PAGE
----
Yahoo! Answers is actually a cool product. I was doing my taxes today and had a few relatively straightforward questions, but couldn’t find the answers via Google. Within 15 minutes of posting each question on Answers, I had my answer.
(Question 1: Is there an income limit on making contributions to a traditional IRA? There’s an income limit on making contributions to a Roth IRA. There’s also a income limit on write-offs of traditional contributions. But is there an income limit to making traditional contributions (even if you can’t write them off). Turns out no — there’s a minimum income, but no max.
Question 2 related to 401k rollovers. If you haven’t done it, your old institution send you a 1099-R. This, despite you’re just moving money around & not really pocketing anything. In the end, you should declare it, even if the taxable income is zero.)
The general interaction is interesting. With search, you’re query is basically running through every document out there on the Internet to see if there’s any electronic document that matches it. With Answers, you query isn’t running against documents, but people. You’re basically taping the common knowledge of a very large group of people.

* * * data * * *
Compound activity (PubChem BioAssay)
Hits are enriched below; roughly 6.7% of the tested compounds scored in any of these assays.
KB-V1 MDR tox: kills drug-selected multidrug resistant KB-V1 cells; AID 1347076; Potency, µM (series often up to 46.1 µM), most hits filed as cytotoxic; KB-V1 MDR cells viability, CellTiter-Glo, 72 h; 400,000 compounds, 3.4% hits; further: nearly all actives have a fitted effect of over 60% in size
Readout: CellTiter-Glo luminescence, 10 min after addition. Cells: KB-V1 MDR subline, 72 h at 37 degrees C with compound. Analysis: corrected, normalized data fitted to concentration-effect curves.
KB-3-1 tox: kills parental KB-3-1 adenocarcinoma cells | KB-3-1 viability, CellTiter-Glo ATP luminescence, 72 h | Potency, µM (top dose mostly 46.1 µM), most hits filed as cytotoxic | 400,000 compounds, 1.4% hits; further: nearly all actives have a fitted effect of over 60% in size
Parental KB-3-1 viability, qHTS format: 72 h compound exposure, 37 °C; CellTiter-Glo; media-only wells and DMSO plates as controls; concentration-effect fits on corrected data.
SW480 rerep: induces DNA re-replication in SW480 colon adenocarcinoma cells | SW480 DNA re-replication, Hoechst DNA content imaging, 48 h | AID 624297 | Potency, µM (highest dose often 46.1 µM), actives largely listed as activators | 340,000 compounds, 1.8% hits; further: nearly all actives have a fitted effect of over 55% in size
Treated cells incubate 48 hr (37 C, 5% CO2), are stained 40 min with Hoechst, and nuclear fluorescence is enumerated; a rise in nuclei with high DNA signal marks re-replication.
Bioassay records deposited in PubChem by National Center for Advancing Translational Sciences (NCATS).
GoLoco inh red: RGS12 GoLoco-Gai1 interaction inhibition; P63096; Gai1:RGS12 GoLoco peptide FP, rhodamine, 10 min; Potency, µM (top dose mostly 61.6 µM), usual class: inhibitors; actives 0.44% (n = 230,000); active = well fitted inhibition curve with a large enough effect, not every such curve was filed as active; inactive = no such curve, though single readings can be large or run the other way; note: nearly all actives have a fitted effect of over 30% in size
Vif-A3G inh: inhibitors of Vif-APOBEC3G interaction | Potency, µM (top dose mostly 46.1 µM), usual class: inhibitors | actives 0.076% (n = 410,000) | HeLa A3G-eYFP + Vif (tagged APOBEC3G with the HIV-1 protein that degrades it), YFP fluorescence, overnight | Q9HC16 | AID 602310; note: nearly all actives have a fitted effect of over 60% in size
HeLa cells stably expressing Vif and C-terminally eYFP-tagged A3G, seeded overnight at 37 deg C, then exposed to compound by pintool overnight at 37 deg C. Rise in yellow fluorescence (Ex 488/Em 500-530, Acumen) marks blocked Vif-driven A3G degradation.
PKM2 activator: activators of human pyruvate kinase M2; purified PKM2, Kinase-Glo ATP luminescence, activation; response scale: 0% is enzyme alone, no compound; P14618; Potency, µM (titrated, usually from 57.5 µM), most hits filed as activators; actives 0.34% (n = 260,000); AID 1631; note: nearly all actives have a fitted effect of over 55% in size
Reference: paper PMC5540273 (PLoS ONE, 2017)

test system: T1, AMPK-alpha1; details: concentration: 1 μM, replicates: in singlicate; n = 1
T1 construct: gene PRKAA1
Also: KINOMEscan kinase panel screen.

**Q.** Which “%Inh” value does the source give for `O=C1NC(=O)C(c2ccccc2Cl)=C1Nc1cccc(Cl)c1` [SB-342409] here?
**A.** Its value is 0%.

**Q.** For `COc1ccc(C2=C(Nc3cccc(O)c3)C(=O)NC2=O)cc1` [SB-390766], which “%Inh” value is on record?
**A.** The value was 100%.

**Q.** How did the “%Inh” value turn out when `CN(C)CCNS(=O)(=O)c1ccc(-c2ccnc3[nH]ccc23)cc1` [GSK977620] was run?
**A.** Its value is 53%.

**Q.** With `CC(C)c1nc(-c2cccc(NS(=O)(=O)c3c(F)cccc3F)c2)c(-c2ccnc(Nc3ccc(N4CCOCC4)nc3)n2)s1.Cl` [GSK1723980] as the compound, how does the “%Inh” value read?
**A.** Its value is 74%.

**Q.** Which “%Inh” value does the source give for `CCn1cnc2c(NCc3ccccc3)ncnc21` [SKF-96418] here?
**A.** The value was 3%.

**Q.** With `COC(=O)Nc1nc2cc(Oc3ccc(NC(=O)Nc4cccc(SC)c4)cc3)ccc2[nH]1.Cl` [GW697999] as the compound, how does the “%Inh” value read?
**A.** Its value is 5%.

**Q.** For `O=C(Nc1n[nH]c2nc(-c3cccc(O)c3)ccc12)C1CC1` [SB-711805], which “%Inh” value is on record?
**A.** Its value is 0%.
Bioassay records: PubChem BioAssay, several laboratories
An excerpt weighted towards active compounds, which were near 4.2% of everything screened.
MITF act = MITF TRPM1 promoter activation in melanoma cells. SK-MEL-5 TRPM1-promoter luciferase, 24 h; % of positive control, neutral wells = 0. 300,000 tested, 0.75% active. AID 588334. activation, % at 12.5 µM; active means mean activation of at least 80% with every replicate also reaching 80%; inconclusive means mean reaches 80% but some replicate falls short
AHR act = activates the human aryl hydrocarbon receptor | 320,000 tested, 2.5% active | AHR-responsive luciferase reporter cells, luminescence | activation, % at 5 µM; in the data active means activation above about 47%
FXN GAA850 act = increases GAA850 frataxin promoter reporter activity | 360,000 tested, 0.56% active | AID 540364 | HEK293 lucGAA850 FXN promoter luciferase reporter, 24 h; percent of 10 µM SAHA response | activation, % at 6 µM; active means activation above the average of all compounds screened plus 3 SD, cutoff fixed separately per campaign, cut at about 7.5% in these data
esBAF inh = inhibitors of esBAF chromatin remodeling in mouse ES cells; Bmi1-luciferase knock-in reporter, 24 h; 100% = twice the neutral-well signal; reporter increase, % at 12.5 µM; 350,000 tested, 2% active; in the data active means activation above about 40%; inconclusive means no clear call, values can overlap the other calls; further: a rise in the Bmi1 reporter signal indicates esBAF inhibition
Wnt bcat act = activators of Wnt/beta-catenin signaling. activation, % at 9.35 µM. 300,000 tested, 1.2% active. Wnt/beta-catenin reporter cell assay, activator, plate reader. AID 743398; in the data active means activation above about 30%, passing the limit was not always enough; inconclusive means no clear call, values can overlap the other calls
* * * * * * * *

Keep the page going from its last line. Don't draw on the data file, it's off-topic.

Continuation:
The reason all this surprised me is that Answers also has the most bone-headed marketing I’ve seen in a long time. When it was first launched, there where a lot of high-profile people asking, basically, un-answerable questions. Hawkings asking how we can survive another 100 years. Bono asking how to wipe out poverty.
Look, if anyone actually knew the answers to those, it’s not like they’re just been sitting at their computer, waiting to be asked.
Questions like that are good for traditional messages boards. Or rather beer & coffee. For discussion & debate. There’s no one “right” answer or one “best” answer. (At least none we’re all going to agree to.)
On the other hand, Answer’s strength seems to be the ability to get answers about things that are common knowledge in certain communities. E.g., my questions amongst CPAs, Tax Advisers and so on. You can imagine lots of other groups — things your mom always seems to know about handling stains, what the kid around the corner always seems to know about electronics and so on.
To me, that seems to be the way to promote. A college student asking about to iron a shirt before a big date, being answered by a mom waiting for an answer about setting up her new printer, being answered by a 13 year old asking a algebra question the college student answers.
After all, Bono’s just a musician. What the fuck does he know?